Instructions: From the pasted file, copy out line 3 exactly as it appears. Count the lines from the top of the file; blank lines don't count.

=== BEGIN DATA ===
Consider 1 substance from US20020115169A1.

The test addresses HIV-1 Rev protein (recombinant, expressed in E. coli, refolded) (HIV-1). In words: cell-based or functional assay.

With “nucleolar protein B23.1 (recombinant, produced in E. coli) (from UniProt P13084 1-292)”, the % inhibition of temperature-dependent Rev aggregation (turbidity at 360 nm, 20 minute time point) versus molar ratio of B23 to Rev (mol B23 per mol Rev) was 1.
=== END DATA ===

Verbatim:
With “nucleolar protein B23.1 (recombinant, produced in E. coli) (from UniProt P13084 1-292)”, the % inhibition of temperature-dependent Rev aggregation (turbidity at 360 nm, 20 minute time point) versus molar ratio of B23 to Rev (mol B23 per mol Rev) was 1.